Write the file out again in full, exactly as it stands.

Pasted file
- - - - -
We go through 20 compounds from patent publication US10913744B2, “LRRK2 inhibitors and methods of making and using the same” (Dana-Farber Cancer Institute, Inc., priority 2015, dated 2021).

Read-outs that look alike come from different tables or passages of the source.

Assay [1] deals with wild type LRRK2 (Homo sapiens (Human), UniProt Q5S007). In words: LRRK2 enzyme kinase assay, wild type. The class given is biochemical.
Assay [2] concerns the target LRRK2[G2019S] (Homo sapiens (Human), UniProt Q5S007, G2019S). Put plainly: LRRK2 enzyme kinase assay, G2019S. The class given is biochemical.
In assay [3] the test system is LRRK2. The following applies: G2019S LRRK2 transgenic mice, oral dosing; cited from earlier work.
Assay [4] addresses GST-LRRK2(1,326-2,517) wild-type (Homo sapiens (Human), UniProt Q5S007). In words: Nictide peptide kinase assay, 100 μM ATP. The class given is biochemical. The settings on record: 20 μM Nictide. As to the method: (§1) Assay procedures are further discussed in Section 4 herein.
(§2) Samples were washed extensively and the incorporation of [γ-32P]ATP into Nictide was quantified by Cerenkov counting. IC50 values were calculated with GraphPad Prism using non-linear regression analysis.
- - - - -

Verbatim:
We go through 20 compounds from patent publication US10913744B2, “LRRK2 inhibitors and methods of making and using the same” (Dana-Farber Cancer Institute, Inc., priority 2015, dated 2021).

Read-outs that look alike come from different tables or passages of the source.

Assay [1] deals with wild type LRRK2 (Homo sapiens (Human), UniProt Q5S007). In words: LRRK2 enzyme kinase assay, wild type. The class given is biochemical.
Assay [2] concerns the target LRRK2[G2019S] (Homo sapiens (Human), UniProt Q5S007, G2019S). Put plainly: LRRK2 enzyme kinase assay, G2019S. The class given is biochemical.
In assay [3] the test system is LRRK2. The following applies: G2019S LRRK2 transgenic mice, oral dosing; cited from earlier work.
Assay [4] addresses GST-LRRK2(1,326-2,517) wild-type (Homo sapiens (Human), UniProt Q5S007). In words: Nictide peptide kinase assay, 100 μM ATP. The class given is biochemical. The settings on record: 20 μM Nictide. As to the method: (§1) Assay procedures are further discussed in Section 4 herein.
(§2) Samples were washed extensively and the incorporation of [γ-32P]ATP into Nictide was quantified by Cerenkov counting. IC50 values were calculated with GraphPad Prism using non-linear regression analysis.